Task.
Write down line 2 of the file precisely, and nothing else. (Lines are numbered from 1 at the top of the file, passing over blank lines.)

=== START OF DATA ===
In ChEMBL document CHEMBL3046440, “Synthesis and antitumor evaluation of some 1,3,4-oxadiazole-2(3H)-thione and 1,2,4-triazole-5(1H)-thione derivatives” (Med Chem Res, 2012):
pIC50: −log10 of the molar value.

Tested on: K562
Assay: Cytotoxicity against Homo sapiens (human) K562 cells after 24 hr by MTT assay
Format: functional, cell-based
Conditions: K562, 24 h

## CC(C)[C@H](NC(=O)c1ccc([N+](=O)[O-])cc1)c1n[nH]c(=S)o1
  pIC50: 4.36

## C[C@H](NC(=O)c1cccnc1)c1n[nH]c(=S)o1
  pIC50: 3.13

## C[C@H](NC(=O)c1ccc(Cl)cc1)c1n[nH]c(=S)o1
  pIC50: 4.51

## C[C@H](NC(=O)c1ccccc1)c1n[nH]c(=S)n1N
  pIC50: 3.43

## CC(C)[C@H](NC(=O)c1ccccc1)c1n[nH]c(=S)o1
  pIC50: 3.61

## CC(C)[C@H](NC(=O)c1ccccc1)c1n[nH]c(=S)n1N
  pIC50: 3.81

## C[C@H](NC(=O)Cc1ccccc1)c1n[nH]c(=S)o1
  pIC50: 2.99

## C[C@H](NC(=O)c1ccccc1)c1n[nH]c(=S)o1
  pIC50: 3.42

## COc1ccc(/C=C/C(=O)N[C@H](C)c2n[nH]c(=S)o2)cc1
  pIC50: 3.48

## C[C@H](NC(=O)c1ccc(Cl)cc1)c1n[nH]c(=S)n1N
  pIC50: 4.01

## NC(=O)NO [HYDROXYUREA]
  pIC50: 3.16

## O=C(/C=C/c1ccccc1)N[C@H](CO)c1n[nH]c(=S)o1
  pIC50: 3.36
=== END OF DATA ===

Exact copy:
pIC50: −log10 of the molar value.